Posts Tagged ‘Social Security Act

14
Aug
08

On This Day, 8-14-2008: Japan Surrenders

Japan’s surrender made public

On this day in 1945, an official announcement of Japan’s unconditional surrender to the Allies is made public to the Japanese people.

Even though Japan’s War Council, urged by Emperor Hirohito, had already submitted a formal declaration of surrender to the Allies, via ambassadors, on August 10, fighting continued between the Japanese and the Soviets in Manchuria and between the Japanese and the United States in the South Pacific. In fact, two days after the Council agreed to surrender, a Japanese submarine sank the Oak Hill, an American landing ship, and the Thomas F. Nickel, an American destroyer, both east of Okinawa.

In the afternoon of August 14, Japanese radio announced that an Imperial Proclamation was soon to be made, accepting the terms of unconditional surrender drawn up at the Potsdam Conference. That proclamation had already been recorded by the emperor. The news did not go over well, as more than 1,000 Japanese soldiers stormed the Imperial Palace in an attempt to find the proclamation and prevent its being transmitted to the Allies. Soldiers still loyal to Emperor Hirohito repulsed the attackers.

That evening, General Anami, the member of the War Council most adamant against surrender, committed suicide. His reason: to atone for the Japanese army’s defeat, and to be spared having to hear his emperor speak the words of surrender.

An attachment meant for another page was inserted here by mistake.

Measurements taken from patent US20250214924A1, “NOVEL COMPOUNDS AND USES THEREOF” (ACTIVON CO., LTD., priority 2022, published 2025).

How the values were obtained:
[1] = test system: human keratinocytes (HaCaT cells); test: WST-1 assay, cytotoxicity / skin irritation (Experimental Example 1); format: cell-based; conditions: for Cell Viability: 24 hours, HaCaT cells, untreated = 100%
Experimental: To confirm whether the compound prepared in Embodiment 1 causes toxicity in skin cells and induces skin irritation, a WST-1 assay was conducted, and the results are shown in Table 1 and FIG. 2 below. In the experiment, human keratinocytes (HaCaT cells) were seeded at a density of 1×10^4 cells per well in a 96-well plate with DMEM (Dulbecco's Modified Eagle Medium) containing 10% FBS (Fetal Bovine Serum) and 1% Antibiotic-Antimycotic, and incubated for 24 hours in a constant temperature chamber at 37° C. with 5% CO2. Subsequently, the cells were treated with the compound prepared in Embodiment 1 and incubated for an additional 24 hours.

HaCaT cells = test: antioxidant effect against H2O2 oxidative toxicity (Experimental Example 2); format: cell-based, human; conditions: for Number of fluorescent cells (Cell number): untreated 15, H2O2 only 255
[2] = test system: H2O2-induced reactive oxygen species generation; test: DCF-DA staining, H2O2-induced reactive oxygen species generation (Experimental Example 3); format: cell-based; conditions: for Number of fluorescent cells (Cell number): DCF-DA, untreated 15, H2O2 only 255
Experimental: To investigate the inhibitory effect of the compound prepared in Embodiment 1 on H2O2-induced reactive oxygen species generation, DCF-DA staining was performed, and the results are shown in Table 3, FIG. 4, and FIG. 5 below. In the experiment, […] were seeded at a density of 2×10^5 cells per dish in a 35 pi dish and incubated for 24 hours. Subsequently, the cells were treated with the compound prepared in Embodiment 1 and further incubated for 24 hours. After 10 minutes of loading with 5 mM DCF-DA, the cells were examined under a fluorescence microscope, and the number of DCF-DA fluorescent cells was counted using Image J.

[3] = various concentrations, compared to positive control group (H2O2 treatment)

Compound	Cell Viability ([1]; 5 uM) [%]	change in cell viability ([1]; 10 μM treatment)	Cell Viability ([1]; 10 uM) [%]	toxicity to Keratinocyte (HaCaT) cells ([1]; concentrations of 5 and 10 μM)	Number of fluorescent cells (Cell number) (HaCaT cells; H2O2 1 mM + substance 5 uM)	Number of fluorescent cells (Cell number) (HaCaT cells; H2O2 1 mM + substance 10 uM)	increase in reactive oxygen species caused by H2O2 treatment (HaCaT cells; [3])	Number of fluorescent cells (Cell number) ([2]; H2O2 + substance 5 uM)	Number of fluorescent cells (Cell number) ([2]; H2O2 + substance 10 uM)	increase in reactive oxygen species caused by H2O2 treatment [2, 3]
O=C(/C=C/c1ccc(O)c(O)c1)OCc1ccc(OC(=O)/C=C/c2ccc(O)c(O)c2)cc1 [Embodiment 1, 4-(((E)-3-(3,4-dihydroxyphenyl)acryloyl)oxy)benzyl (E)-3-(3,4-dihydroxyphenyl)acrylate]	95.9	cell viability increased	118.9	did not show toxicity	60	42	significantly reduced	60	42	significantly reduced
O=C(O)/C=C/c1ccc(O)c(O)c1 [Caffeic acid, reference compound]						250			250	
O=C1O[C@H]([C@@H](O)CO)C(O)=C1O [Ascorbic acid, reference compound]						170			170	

“Japan’s surrender made public.” 2008. The History Channel website. 13 Aug 2008, 12:46 http://www.history.com/this-day-in-history.do?action=Article&id=6551.

 

On This Day

1248 – The rebuilding of the Cologne Cathedral in Cologne, Germany, began after being destroyed by fire.

1756 – Daniel Boone married 16-year-old Rebecca Bryan.

1805 – A peace treaty between the U.S. and Tunis was signed on board the USS Constitution.

1848 – The Oregon Territory was established.

1873 – “Field and Stream” magazine published its first issue.

1880 – The Cologne Cathedral in Cologne, Germany was completed after 632 years of rebuilding.

1917 – China declared war on Germany and Austria during World War I.

1935 – U.S. President Franklin D. Roosevelt signed the Social Security Act into law. The act created unemployment insurance and pension plans for the elderly.

1941 – U.S. President Roosevelt and British Prime Minister Winston Churchill issued the Atlantic Charter. The charter was a statement of principles that renounced aggression.

1947 – Pakistan became independent from British rule.

1980 – People for Ethical Treatment of Animals (PETA) was incorporated.

1995 – Shannon Faulkner became the first female cadet in the history of The Citadel, South Carolina‘s state military college. She quit the school less than a week later.

1997 – Timothy McVeigh was formally sentenced to death for the Oklahoma City bombing.